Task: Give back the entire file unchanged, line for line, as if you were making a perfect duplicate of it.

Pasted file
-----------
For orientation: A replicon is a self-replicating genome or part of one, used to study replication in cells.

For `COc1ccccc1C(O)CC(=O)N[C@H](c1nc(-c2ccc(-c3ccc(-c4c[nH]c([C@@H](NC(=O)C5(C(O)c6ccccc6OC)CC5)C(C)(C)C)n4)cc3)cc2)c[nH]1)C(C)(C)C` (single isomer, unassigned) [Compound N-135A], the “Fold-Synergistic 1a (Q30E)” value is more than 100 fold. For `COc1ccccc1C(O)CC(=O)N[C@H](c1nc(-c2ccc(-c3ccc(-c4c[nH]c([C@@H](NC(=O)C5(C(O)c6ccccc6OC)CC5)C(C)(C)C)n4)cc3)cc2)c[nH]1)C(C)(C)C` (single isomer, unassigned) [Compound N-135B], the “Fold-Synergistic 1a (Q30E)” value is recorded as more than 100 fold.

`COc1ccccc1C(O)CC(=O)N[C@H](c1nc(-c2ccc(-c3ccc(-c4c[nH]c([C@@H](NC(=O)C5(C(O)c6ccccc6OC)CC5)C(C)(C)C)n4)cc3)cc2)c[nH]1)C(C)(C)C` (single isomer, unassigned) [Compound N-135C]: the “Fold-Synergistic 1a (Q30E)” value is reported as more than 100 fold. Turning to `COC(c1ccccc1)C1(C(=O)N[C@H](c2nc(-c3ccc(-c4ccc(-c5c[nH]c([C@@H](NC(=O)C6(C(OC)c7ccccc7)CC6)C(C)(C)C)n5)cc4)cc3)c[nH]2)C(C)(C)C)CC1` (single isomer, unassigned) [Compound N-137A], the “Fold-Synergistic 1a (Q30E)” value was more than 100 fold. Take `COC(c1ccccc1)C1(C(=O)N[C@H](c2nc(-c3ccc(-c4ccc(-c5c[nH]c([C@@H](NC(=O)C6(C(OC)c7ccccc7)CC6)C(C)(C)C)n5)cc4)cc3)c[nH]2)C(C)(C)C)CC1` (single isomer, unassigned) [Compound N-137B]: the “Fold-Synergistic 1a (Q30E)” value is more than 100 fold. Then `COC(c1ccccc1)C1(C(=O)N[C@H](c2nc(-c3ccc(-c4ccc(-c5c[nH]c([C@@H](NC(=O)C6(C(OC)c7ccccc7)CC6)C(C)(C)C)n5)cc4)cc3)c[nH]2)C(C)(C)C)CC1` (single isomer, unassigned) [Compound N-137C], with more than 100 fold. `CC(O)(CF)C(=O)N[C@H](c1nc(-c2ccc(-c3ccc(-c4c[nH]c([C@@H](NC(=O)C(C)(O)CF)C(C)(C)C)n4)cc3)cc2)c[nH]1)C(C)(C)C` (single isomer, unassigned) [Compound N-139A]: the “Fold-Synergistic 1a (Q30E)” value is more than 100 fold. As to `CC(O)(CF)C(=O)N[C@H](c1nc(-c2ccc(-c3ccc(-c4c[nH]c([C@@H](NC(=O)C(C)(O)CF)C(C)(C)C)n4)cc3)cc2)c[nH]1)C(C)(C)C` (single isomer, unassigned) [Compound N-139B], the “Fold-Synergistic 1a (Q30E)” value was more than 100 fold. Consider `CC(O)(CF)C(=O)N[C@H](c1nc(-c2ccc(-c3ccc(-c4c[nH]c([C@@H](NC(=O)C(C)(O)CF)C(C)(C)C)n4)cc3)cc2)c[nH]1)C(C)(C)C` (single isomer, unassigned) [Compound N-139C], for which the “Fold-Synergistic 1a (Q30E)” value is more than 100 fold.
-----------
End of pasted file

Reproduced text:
For orientation: A replicon is a self-replicating genome or part of one, used to study replication in cells.

For `COc1ccccc1C(O)CC(=O)N[C@H](c1nc(-c2ccc(-c3ccc(-c4c[nH]c([C@@H](NC(=O)C5(C(O)c6ccccc6OC)CC5)C(C)(C)C)n4)cc3)cc2)c[nH]1)C(C)(C)C` (single isomer, unassigned) [Compound N-135A], the “Fold-Synergistic 1a (Q30E)” value is more than 100 fold. For `COc1ccccc1C(O)CC(=O)N[C@H](c1nc(-c2ccc(-c3ccc(-c4c[nH]c([C@@H](NC(=O)C5(C(O)c6ccccc6OC)CC5)C(C)(C)C)n4)cc3)cc2)c[nH]1)C(C)(C)C` (single isomer, unassigned) [Compound N-135B], the “Fold-Synergistic 1a (Q30E)” value is recorded as more than 100 fold.

`COc1ccccc1C(O)CC(=O)N[C@H](c1nc(-c2ccc(-c3ccc(-c4c[nH]c([C@@H](NC(=O)C5(C(O)c6ccccc6OC)CC5)C(C)(C)C)n4)cc3)cc2)c[nH]1)C(C)(C)C` (single isomer, unassigned) [Compound N-135C]: the “Fold-Synergistic 1a (Q30E)” value is reported as more than 100 fold. Turning to `COC(c1ccccc1)C1(C(=O)N[C@H](c2nc(-c3ccc(-c4ccc(-c5c[nH]c([C@@H](NC(=O)C6(C(OC)c7ccccc7)CC6)C(C)(C)C)n5)cc4)cc3)c[nH]2)C(C)(C)C)CC1` (single isomer, unassigned) [Compound N-137A], the “Fold-Synergistic 1a (Q30E)” value was more than 100 fold. Take `COC(c1ccccc1)C1(C(=O)N[C@H](c2nc(-c3ccc(-c4ccc(-c5c[nH]c([C@@H](NC(=O)C6(C(OC)c7ccccc7)CC6)C(C)(C)C)n5)cc4)cc3)c[nH]2)C(C)(C)C)CC1` (single isomer, unassigned) [Compound N-137B]: the “Fold-Synergistic 1a (Q30E)” value is more than 100 fold. Then `COC(c1ccccc1)C1(C(=O)N[C@H](c2nc(-c3ccc(-c4ccc(-c5c[nH]c([C@@H](NC(=O)C6(C(OC)c7ccccc7)CC6)C(C)(C)C)n5)cc4)cc3)c[nH]2)C(C)(C)C)CC1` (single isomer, unassigned) [Compound N-137C], with more than 100 fold. `CC(O)(CF)C(=O)N[C@H](c1nc(-c2ccc(-c3ccc(-c4c[nH]c([C@@H](NC(=O)C(C)(O)CF)C(C)(C)C)n4)cc3)cc2)c[nH]1)C(C)(C)C` (single isomer, unassigned) [Compound N-139A]: the “Fold-Synergistic 1a (Q30E)” value is more than 100 fold. As to `CC(O)(CF)C(=O)N[C@H](c1nc(-c2ccc(-c3ccc(-c4c[nH]c([C@@H](NC(=O)C(C)(O)CF)C(C)(C)C)n4)cc3)cc2)c[nH]1)C(C)(C)C` (single isomer, unassigned) [Compound N-139B], the “Fold-Synergistic 1a (Q30E)” value was more than 100 fold. Consider `CC(O)(CF)C(=O)N[C@H](c1nc(-c2ccc(-c3ccc(-c4c[nH]c([C@@H](NC(=O)C(C)(O)CF)C(C)(C)C)n4)cc3)cc2)c[nH]1)C(C)(C)C` (single isomer, unassigned) [Compound N-139C], for which the “Fold-Synergistic 1a (Q30E)” value is more than 100 fold.